Wednesday, April 17, 2013

Spring Awakening: The Birds and the Bees

by Jenni Morin

[Editor's Note: Spring Awakening is a rock musical set in late 19th century Germany, based off of a play by the same name by Frank Wedekind. It examines tough themes that still plague our society over a century later because they are controversial and difficult to explain or remedy.  What this piece does is present the issues, the truths and consequences of actions in order to reopen the age-old discourse of how to talk about and/or prevent the dangers resulting from each. This is the first installation of a series of posts intended to present the various themes illuminated in the upcoming production of Spring Awakening at The Playhouse. While the intent is to remain objective, any opinions expressed here do not necessarily reflect those of The Playhouse, those involved in the production of Spring Awakening or Theatre For Change.]

In the opening scene of Spring Awakening, premiering in San Antonio at The Playhouse this May, Wendla begs her mother to explain where babies come from, “But you cannot imagine I still believe in the stork.” A frightening question from a girl “in bloom,” as her mother describes her, in this century and even more so in the 1890s when the original drama this rock musical is based on was penned.
Travis Trevino (Melchior), Mariela Flor Olivo (Wendla),  
Trevor Chauvin (Moritz)
“Mama who bore me. Mama who gave me no way to handle things. Who made me so bad.” The lyrics to the first song set the scene of a daughter begging for knowledge in her confusing adolescence while providing foreshadowing of what’s to come. As the action progresses, it becomes clear that without that knowledge Wendla is left powerless. A theme pointing to the influence of sex education overshadows Wendla’s actions and her fate in this drama.

In a recent study, over three-quarters of adults said they would prefer teenagers receive formal sex education that included a myriad of topics from abstinence to how to say no to contraceptives to STDs, according to the National Survey of Americans on Sex and Sexual Health. While 93 percent of teens 15-19 received formal instruction about STDs from 2006 to 2008, 84 percent were taught abstinence and only 62 percent of males and 70 percent of females were taught about contraception. While the ideal situation may have all teens abstaining from sex until marriage, abstinence-only education has little to no effect on a teen’s decision to have or not have sex says a congressionally mandated study by Mathematica Policy Research released in 2007.

On the other hand, a 2010 controlled trial published in Archives of Pediatric Adolescent Medicine found that in specific cases, abstinence-only education programs tailored to the local community that do not criticize contraceptives nor advocate abstinence until marriage can delay younger teens from engaging in sexual intercourse.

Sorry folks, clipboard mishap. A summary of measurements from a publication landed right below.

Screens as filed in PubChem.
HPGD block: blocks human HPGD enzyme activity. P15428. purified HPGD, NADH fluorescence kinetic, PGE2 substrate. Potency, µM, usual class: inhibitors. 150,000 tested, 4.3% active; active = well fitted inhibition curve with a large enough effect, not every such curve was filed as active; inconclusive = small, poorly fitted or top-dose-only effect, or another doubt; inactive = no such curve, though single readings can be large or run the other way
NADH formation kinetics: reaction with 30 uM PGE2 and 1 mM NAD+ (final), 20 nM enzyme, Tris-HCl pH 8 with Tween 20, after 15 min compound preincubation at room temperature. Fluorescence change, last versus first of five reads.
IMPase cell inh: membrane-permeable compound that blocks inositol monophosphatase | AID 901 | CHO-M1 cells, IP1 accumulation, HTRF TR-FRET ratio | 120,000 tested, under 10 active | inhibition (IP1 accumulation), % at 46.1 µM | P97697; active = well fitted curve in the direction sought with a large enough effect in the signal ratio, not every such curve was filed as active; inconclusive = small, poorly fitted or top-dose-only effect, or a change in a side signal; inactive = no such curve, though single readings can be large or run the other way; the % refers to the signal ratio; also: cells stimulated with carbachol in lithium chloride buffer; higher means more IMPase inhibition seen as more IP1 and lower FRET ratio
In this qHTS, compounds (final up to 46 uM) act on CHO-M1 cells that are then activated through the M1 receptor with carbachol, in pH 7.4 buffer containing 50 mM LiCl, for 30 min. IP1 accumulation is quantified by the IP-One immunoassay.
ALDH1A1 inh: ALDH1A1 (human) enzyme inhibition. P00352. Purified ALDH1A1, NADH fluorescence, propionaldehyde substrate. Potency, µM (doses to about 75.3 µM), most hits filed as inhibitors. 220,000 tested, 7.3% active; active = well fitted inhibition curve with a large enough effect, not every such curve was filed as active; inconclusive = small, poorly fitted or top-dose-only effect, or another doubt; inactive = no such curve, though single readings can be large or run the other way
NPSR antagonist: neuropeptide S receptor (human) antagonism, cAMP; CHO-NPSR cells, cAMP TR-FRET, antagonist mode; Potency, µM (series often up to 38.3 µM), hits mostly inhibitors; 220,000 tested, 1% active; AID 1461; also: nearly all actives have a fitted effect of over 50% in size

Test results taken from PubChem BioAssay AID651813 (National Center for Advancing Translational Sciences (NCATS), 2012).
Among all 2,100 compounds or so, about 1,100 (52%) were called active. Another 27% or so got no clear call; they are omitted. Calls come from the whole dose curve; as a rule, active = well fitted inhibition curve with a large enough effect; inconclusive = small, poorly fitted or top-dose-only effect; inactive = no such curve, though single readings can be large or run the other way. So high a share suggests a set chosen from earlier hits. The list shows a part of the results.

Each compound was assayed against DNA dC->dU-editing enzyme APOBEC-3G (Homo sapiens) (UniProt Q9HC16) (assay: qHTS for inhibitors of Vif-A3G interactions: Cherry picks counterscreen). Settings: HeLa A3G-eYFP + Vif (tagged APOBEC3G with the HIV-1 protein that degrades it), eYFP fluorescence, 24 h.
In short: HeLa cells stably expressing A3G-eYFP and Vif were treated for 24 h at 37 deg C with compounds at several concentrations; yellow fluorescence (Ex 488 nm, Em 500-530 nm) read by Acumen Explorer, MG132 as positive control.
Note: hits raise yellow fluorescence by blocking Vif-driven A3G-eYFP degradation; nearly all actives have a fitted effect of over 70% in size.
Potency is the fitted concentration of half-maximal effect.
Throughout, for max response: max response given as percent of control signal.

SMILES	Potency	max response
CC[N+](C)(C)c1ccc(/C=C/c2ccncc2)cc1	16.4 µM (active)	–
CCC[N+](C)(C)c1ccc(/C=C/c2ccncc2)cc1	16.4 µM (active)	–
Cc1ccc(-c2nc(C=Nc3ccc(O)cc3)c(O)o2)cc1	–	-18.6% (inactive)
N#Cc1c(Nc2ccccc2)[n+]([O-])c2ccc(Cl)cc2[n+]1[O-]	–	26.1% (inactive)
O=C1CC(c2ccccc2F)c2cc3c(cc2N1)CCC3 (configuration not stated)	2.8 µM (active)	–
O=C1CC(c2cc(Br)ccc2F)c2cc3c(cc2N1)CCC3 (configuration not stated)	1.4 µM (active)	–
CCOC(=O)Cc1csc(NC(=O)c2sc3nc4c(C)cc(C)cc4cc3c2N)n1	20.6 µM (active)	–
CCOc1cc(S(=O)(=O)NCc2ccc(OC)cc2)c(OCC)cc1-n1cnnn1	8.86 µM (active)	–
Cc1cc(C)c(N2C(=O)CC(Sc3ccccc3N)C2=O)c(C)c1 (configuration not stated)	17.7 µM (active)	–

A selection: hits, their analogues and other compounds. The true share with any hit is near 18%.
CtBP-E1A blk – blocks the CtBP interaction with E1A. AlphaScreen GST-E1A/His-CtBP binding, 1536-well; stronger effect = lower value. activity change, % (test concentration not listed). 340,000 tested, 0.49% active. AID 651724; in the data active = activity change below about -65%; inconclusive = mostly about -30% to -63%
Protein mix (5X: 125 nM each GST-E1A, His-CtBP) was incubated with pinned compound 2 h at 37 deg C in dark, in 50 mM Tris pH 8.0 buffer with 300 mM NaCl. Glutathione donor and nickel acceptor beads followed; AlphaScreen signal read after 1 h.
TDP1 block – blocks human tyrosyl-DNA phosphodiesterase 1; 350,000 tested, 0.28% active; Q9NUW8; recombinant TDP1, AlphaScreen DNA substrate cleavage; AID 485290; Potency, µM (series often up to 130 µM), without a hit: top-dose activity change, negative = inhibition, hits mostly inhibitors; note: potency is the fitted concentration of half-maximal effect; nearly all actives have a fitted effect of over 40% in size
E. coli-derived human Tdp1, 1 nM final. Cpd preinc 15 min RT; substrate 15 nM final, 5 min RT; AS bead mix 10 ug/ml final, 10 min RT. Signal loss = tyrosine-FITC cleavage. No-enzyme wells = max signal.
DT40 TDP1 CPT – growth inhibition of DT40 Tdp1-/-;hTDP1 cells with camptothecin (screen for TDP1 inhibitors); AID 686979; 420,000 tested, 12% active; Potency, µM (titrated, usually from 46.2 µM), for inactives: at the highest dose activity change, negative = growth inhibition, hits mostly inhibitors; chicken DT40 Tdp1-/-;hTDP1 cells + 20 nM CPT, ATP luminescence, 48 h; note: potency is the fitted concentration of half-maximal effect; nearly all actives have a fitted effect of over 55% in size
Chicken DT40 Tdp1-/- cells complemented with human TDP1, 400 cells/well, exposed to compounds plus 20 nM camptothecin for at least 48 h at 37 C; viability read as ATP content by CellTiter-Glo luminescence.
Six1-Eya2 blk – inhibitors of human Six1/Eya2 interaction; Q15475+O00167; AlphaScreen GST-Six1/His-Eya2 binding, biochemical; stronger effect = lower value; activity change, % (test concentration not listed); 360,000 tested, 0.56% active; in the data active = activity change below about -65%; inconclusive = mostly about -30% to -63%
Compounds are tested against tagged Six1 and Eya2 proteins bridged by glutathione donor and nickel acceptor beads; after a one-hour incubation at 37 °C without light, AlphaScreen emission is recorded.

What Spring Awakening reintroduces to the debate is that teenagers have physical urges. Beyond being inundated with sexual imagery and messaging from multiple media sources and pressure from peers, there is the pure biology that inevitably enters the equation at the time in question. In the end, if teenagers do decide to give in to those physical urges (and seven in 10 teens have by age 19, according to the National Survey of Family Growth), then arming them with as much information as possible may not be such a bad idea.

While the purity of youth is important, health and safety should also be at the top of the list. Incomplete and medically inaccurate information masks the truth of the dangers and options when it comes to having sex and how to prevent unintended pregnancy and sexually transmitted diseases.

The root of the problem with sex education is that there is a lack of explanation of sex itself, which deepens the misunderstanding of risks associated with sex. Spring Awakening is also a reminder that the definition of sex is elusive for many teenagers. In Wendla’s case, it’s impossible for her to know she’s doing wrong when she has no context for her actions—she does not know that what she’s done is sex because no one has ever explained to her what it is or talked to her about abstinence, protection and consequences. Or perhaps the bigger issue is how could Wendla have abstained from sex if she didn’t even know what it was.

Travis Trevino (Melchior), Mariela Flor Olivo (Wendla),  
Trevor Chauvin (Moritz)
Teens in the U.S. engage in sexual activity similar to the level of their peers in Canada, England, France and Sweden, states a study published in Archives of Pediatric Adolescent Medicine in 2008, but U.S. teens are more likely to have shorter and less consistent sexual relationships and less likely to use contraceptives, especially the pill or more than one method. In 2001, the U.S. Department of Health and Human Services issued a report stating that sex education does not cause teens to start having sex if they would not have done so otherwise. To put the fear of sex education in the U.S. in perspective, Canada has half the number of teen pregnancies than the U.S., reported by the Sex Information and Education Council of the United States.

That awkward birds and bees conversation still has parents exclaiming, “Not it!” while teens are left to scour the internet for answers and sort fact from fiction. If Wendla’s story does nothing else, it leaves a haunting thought of if only someone had told her, if only she knew. Over a century later and half a world away, Frank Wedekind’s original children’s tragedy still hits home.

Spring Awakening will run at the Russell Hill Rogers Theater at The Playhouse from May 17-June 9, 2013 with performances at 8 p.m. on Fridays and Saturdays and 2:30 p.m. on Sundays. For more information and to purchase tickets, visit

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